Ways to Improve As a Property Manager (In a Year or Less)
Enhancing your communication and organisational skills and honing in on your ability to budget, test tools, promote collaboration and polish processes all take time. They’re a constant point for professional development. We can always improve and become better communicators. We’re never finished in the journey of organising and optimising.
But what about quick fixes and habits you can build almost instantly to become better in the short term?
Get Into Good Reporting and Analysis Habits
Something you can start right now is reporting, whether it’s scrutinising the metrics yourself or preparing automated reports for your team. Good reporting and analysis habits start with deciding a frequency and a set of KPIs to monitor regularly.
Always Be Open to Experimentation
Changing your mindset is a simple choice. Are you always hungry to learn more? Or are you more of a head-down, eyes-closed kind of person? Make a pact to yourself to broaden your horizons and keep your eyes peeled for potential opportunities. Sign up for relevant newsletters, attend industry events and look for meaning in every moment.
Value Tenant Experience
Surprisingly, fewer than 1 in 5 property managers call tenants a priority — a statistic that makes no sense since they represent our end customer. As a property manager, you can instantly improve by shifting your mindset to align with your customers’ experience and improve your overall service.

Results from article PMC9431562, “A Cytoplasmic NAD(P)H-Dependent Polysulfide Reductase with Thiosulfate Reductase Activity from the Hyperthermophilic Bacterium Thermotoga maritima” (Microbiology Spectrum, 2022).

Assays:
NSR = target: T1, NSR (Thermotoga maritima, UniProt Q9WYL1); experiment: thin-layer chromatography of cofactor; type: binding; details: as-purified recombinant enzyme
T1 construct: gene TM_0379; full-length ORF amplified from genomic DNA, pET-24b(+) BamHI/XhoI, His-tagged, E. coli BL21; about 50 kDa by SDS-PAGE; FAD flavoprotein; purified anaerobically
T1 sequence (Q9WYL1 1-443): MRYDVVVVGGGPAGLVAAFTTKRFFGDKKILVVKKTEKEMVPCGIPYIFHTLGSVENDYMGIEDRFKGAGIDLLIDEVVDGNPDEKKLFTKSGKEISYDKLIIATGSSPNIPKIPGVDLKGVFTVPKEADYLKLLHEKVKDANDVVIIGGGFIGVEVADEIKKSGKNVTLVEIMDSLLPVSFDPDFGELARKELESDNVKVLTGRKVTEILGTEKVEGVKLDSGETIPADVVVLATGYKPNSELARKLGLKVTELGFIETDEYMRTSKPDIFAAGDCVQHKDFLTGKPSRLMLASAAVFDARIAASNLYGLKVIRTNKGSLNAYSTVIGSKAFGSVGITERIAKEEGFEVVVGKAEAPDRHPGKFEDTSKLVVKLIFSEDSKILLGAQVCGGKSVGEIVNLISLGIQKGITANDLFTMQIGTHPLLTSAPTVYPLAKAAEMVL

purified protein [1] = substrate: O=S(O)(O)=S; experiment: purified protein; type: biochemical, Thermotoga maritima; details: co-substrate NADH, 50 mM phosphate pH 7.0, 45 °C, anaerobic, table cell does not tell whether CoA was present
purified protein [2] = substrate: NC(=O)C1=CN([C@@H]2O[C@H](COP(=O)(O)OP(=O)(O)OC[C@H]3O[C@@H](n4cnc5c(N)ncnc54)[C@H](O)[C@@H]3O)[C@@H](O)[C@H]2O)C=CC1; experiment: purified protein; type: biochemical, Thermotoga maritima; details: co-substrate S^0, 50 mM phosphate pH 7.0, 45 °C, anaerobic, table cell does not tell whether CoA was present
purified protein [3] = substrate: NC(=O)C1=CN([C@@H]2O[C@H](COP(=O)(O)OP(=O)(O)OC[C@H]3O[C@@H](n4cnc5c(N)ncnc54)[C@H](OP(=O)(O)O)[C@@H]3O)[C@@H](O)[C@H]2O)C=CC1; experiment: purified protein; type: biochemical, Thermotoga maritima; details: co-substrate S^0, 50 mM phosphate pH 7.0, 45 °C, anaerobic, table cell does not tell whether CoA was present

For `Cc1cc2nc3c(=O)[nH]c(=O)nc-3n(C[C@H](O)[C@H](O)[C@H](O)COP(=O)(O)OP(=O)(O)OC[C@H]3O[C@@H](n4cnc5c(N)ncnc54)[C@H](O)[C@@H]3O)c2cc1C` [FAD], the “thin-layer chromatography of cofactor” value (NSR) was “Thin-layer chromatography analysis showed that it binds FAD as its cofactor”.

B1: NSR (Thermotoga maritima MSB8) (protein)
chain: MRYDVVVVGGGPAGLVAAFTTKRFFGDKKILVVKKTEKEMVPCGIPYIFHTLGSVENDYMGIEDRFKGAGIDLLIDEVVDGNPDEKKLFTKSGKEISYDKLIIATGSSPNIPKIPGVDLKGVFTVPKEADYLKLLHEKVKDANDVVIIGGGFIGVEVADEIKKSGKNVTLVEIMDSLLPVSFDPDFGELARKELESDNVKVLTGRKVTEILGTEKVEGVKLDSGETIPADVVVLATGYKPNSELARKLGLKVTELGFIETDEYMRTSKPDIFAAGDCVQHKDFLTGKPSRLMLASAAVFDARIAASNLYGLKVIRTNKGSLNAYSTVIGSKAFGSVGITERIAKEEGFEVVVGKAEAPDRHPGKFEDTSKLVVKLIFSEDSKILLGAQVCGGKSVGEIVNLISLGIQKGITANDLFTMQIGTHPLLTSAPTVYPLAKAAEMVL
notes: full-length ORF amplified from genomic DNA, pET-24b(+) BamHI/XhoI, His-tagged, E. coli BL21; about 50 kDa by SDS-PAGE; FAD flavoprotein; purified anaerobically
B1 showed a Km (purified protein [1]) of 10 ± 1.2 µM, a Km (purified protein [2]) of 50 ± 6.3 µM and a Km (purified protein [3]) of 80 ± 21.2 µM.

Strengthen Contractor Relationships
In the same breath; property managers should do more to value those they rely on, making more time for customer relationship management (and in turn, promote greater customer satisfaction). Remember to reach out to your trusted contractors this week to keep everyone on-side. These are the people you might need the most when a maintenance mistake strikes.
Go for Growth — But Not At Any Cost
Nearly half of property managers (47.8%) name growth as a top priority — and they’re right to, as having an effective growth strategy keeps your business booming. However, as a property manager, you’re the voice of reason. It’s better to balance growth with strategies to keep your existing operations in check, so you don’t run before you can walk or neglect foundational areas of your business for far-off objectives.
Expand Industry Knowledge
While property managers will benefit from improving their soft skills, having adequate industry knowledge is just as important. Since property is so fast-paced and changes year on year, it’s good practice to read an annual report, so you know what to expect for the period ahead.
Read the Propman annual report for 2022 now. Why? You’ll learn the biggest challenges facing property managers over the next year, shaping your personal development plan and giving you valuable insights into the areas to improve in your organisation.
Get your copy now. Click the link below.